My only salvation is to write.
Adrienne Kennedy was born on September 15, 1931 in Pittsburgh, Pennsylvania. Her father, an executive secretary for the YMCA, and mother, a teacher were very loving parents whose stories and good examples influenced many aspects of her works. Kennedy was a very gifted child. Remarkably at the age of three, she learned how to read. When she was four years old, her family moved to Cleveland, Ohio. Because they moved into an integrated neighborhood, Kennedy's life became slightly rigid. In order to overcome this obstacle, Kennedy developed a "dramatic inner life" (Gates 2080). She would watch the people around her, especially her family, as if they were in a play. Kennedy used these images in her head as composites of the characters in her plays.
Two weeks after Kennedy graduated from Ohio State University with a degree in elementary education, she married Joseph C. Kennedy. After six months of marriage, Joseph was sent to Korea so Kennedy moved in with her parents. Pregnant with her first child, she spent this time of awaiting her husband's return writing her first plays. When Joseph returned from Korea, he decided to move his family to New York where he could further his education at Columbia Teacher's College. While Joseph continued his studies, Kennedy pursued her interest in writing through a creative writing class at Columbia University and at the American Theater Wing. In 1961, when the family moved to Africa, she started the play Funnyhouse of the Negro. She finished this play in Italy where her family was forced to move due to a difficult pregnancy with her second son. This Obie Award winning play would go on to launch her career as a playwright.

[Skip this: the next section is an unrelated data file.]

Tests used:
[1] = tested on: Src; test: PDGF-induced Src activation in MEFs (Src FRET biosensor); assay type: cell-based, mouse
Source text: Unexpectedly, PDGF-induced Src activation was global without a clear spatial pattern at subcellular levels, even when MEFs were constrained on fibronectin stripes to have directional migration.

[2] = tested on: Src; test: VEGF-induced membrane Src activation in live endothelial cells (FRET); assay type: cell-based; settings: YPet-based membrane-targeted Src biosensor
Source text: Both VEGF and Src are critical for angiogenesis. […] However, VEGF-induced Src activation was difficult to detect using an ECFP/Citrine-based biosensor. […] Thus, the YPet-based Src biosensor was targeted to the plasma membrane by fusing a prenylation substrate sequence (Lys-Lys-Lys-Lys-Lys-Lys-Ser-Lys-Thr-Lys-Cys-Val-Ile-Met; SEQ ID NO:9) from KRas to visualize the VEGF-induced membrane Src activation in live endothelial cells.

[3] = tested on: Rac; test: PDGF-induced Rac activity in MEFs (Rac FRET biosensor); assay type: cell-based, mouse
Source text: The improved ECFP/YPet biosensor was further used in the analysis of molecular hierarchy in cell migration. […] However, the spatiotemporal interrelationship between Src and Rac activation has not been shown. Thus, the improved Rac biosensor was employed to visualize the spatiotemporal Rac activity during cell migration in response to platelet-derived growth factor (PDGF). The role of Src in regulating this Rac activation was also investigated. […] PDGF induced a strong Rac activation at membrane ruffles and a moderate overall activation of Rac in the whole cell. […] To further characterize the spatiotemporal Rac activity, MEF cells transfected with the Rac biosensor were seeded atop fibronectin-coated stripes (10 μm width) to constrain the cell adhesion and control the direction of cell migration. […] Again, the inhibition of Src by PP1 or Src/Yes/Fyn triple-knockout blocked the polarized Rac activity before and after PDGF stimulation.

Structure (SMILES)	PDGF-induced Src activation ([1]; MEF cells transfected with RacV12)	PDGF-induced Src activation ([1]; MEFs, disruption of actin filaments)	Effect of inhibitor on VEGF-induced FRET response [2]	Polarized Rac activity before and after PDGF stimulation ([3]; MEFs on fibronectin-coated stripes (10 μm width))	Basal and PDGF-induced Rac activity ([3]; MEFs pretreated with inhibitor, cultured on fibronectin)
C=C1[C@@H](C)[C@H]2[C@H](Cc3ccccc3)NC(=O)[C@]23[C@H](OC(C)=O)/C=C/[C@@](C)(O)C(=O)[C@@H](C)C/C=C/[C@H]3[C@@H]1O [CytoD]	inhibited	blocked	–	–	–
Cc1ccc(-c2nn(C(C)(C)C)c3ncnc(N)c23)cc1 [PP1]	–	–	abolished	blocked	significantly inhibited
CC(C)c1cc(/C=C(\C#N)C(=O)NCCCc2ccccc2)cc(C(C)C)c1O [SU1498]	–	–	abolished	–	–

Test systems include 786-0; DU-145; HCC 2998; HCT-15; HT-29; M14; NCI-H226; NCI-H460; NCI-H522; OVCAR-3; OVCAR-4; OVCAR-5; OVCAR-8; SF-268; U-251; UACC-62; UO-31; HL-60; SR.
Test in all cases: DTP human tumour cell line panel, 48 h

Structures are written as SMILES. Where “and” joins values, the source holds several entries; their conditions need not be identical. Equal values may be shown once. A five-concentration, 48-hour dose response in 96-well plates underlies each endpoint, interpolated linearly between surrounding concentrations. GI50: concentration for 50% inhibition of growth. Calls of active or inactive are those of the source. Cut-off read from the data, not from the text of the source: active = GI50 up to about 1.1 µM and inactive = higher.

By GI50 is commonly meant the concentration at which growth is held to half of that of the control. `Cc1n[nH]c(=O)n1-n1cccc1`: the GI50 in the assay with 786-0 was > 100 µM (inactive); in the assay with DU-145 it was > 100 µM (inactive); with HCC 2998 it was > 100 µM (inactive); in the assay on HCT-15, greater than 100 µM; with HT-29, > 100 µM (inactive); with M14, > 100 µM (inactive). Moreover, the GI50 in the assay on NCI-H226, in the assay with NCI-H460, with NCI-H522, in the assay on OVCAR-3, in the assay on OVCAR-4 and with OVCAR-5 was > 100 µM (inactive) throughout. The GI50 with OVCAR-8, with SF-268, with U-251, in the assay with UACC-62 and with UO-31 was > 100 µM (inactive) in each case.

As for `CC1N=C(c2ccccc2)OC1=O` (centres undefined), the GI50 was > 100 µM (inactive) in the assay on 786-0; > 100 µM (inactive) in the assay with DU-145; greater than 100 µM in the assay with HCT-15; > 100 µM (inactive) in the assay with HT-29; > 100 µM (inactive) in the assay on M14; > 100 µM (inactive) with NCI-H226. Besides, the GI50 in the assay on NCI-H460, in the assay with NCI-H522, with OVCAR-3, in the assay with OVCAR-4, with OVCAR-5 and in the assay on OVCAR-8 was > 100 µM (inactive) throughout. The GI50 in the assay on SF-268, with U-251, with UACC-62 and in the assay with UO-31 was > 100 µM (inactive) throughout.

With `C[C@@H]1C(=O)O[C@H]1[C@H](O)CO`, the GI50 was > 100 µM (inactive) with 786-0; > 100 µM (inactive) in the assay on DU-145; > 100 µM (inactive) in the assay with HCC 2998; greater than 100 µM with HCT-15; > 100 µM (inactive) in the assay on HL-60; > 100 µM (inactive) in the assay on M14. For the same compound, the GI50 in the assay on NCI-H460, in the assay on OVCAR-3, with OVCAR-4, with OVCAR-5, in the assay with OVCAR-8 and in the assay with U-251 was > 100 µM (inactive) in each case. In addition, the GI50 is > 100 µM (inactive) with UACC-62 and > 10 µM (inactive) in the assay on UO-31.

Kennedy's unique style of writing has greatly influenced different aspects of the theater. She created her own dramatic vision in which she used various theatrical devices such as masks, nontraditional music, characters being played by more that one actor, and the transforming of one character into another. Her writing is unique because "it demonstrates the political potential of abstract theatrical language" as in Funny House of the Negro (Gates 2079). Clive Barnes wrote in his review of her work that "what she writes is a mosaic feeling" (Gates 2080). He describes her as being unlike any other African-American writer because she is concerned with being poetic rather than realistic.
Adrienne Kennedy's writing has been described as being vivid and imaginative. The reader or actor can sense that Kennedy enjoys what she is doing and that she practically puts her life into her work. Kennedy has the ability to entwine many different influences into her works; because of this, her writings reflect a synthesis of artistry and craft.
"Stretching the Umbrella: The Theater of Adrienne Kennedy"
This site, hosted by the Department of English at Vanderbilt University, features an essay on the theater of Adrienne Kennedy.
"Theater of Adrienne Kennedy"
An essay by Harvard professor Werner Sollers.
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